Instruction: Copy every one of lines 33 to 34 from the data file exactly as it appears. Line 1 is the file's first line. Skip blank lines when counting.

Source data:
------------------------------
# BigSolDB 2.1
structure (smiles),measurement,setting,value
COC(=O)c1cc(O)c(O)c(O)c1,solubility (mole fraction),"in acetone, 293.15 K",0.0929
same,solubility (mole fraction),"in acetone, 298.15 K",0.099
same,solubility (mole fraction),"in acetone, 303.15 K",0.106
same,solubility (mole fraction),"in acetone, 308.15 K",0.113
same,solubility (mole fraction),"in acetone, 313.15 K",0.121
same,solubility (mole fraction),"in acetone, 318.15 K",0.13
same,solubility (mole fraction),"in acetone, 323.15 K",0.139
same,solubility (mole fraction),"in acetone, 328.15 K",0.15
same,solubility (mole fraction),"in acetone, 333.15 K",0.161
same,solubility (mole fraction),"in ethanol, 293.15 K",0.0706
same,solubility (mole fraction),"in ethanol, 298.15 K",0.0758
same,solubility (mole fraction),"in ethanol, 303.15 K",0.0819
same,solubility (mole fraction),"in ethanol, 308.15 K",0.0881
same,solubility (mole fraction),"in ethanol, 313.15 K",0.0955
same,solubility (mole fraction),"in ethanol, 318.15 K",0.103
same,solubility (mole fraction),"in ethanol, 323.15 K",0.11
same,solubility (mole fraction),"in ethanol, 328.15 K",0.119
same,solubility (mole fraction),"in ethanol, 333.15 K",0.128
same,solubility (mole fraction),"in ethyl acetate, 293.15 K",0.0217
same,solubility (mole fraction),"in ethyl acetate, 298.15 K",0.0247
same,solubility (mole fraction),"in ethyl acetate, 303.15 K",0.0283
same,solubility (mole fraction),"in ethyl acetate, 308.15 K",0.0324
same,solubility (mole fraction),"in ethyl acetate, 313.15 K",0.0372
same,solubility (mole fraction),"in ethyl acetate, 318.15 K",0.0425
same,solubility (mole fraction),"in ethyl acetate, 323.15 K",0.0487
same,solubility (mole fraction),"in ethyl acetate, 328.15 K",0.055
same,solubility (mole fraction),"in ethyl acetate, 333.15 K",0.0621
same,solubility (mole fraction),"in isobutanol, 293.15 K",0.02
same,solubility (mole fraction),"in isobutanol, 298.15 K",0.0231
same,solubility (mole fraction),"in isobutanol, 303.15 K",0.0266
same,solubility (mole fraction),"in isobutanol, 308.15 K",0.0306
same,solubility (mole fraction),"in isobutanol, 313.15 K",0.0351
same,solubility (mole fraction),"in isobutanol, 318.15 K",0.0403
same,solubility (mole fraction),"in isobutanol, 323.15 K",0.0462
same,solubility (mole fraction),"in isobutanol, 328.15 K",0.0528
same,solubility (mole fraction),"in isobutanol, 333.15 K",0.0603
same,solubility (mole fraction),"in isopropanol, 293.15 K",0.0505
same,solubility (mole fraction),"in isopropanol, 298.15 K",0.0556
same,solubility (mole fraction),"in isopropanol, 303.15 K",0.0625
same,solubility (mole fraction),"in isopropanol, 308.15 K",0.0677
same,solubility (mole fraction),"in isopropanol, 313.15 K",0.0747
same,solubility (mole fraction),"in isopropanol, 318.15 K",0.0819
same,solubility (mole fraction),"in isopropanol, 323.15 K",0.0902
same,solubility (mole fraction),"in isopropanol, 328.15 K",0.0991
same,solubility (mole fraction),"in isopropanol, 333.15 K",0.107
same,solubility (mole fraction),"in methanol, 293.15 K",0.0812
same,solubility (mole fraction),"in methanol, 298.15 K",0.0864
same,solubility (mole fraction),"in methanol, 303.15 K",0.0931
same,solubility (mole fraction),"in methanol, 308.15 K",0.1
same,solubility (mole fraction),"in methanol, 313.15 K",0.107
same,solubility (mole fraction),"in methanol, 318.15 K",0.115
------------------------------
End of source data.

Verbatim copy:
same,solubility (mole fraction),"in isobutanol, 308.15 K",0.0306
same,solubility (mole fraction),"in isobutanol, 313.15 K",0.0351